U.S. Federal Reserve officials may be leaning toward speeding up the timetable for hiking interest rates after concluding that inflationary pressures have exceeded their expectations.
According to the minutes of their December meeting, members of the Federal Open Market Committee noted that “inflation readings had been higher and were more persistent and widespread than previously anticipated.”
While participants “generally continued to anticipate that inflation would decline significantly over the course of 2022 as supply constraints eased, almost all stated that they had revised up their forecasts of inflation for 2022 notably, and many did so for 2023 as well,” the minutes said.
As a result, “it may become warranted to increase the federal funds rate sooner or at a faster pace than participants had earlier anticipated.”
The Fed had previously projected at least three quarter-percentage-point rate increases next year after keeping rates at zero since the pandemic began in March 2020. But the minutes prompted Julia Coronado, founder of economic-advisory firm MacroPolicy Perspectives, to move up her forecast for increases to begin in March, instead of June.
“The Fed is on a glide path to hiking in March,” Neil Dutta, an economist at research firm Renaissance Macro, told The Wall Street Journal. “It is hard to see what is going to hold them back.”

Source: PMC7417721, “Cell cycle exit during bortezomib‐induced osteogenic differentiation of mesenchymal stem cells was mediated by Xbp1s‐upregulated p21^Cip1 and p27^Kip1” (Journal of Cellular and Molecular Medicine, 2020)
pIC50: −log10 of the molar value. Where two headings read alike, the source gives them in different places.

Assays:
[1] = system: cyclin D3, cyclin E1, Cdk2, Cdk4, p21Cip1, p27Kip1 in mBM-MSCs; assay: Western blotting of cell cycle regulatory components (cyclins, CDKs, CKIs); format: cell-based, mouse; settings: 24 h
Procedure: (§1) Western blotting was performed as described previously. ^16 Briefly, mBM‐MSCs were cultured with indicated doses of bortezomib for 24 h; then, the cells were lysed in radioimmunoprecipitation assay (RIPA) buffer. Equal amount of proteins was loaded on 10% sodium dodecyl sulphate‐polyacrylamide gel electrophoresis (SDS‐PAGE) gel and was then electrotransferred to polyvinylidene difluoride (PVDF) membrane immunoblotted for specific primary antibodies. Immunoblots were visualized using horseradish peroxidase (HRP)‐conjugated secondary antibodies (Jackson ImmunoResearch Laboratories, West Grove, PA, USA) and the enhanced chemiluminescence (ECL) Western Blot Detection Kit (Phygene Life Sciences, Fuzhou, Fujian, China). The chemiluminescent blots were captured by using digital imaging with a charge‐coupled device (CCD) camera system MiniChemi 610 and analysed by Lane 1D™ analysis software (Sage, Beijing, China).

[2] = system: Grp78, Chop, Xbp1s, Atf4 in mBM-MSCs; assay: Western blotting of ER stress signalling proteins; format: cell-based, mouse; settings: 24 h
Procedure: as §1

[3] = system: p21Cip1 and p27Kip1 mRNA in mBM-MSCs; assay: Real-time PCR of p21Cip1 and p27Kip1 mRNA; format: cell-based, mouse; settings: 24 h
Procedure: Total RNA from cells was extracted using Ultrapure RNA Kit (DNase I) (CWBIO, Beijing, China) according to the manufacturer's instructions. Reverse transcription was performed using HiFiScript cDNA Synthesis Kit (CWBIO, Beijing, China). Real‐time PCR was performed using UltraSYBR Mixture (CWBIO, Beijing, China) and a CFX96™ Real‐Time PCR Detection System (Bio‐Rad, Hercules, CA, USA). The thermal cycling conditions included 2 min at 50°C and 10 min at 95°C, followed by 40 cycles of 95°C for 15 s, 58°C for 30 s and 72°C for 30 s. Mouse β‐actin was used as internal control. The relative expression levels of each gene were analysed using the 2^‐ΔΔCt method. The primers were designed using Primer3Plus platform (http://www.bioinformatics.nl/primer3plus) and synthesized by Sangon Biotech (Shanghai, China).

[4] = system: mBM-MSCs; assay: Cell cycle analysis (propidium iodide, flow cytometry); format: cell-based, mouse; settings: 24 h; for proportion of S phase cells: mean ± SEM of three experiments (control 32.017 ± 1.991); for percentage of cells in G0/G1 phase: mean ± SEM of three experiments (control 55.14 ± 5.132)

As The New York Times reports, inflation has been alarmingly high for much longer than central bankers expected, with the Fed’s preferred inflation gauge rising 4.7% in November from a year earlier, well above its 2% target.
Fed officials have already responded to the surge in inflation by reducing the monthly pace of the central bank’s massive bond-buying program by $20 billion for Treasury securities and $10 billion for agency mortgage-backed securities. That pace would mean ending the program by March.
“The whole point of accelerating the tapering [of the bond program] was … so the March meeting could be a live meeting” to raise rates, Fed governor Christopher Waller said last month.
At their December meeting, Fed officials attributed their revised inflation forecasts to rising housing costs and rents, more widespread wage growth driven by labor shortages, and more prolonged global supply-side frictions.